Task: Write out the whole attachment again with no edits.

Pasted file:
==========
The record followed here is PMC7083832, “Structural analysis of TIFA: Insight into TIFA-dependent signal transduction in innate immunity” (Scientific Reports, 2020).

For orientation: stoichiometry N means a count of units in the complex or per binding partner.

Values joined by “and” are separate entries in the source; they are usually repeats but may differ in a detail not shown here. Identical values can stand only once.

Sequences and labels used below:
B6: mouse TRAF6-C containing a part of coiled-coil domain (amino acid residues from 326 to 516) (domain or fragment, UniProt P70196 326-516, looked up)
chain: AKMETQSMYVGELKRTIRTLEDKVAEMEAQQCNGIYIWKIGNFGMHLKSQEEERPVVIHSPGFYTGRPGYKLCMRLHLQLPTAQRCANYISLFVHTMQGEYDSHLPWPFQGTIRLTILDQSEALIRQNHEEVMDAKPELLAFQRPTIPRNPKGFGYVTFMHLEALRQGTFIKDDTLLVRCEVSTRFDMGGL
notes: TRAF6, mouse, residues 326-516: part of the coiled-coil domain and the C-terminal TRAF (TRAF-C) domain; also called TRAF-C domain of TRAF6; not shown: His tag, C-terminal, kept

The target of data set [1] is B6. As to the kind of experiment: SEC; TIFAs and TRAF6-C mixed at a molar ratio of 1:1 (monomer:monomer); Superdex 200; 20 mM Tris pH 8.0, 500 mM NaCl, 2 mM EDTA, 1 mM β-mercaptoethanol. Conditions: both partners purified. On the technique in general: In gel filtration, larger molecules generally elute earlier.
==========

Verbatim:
The record followed here is PMC7083832, “Structural analysis of TIFA: Insight into TIFA-dependent signal transduction in innate immunity” (Scientific Reports, 2020).

For orientation: stoichiometry N means a count of units in the complex or per binding partner.

Values joined by “and” are separate entries in the source; they are usually repeats but may differ in a detail not shown here. Identical values can stand only once.

Sequences and labels used below:
B6: mouse TRAF6-C containing a part of coiled-coil domain (amino acid residues from 326 to 516) (domain or fragment, UniProt P70196 326-516, looked up)
chain: AKMETQSMYVGELKRTIRTLEDKVAEMEAQQCNGIYIWKIGNFGMHLKSQEEERPVVIHSPGFYTGRPGYKLCMRLHLQLPTAQRCANYISLFVHTMQGEYDSHLPWPFQGTIRLTILDQSEALIRQNHEEVMDAKPELLAFQRPTIPRNPKGFGYVTFMHLEALRQGTFIKDDTLLVRCEVSTRFDMGGL
notes: TRAF6, mouse, residues 326-516: part of the coiled-coil domain and the C-terminal TRAF (TRAF-C) domain; also called TRAF-C domain of TRAF6; not shown: His tag, C-terminal, kept

The target of data set [1] is B6. As to the kind of experiment: SEC; TIFAs and TRAF6-C mixed at a molar ratio of 1:1 (monomer:monomer); Superdex 200; 20 mM Tris pH 8.0, 500 mM NaCl, 2 mM EDTA, 1 mM β-mercaptoethanol. Conditions: both partners purified. On the technique in general: In gel filtration, larger molecules generally elute earlier.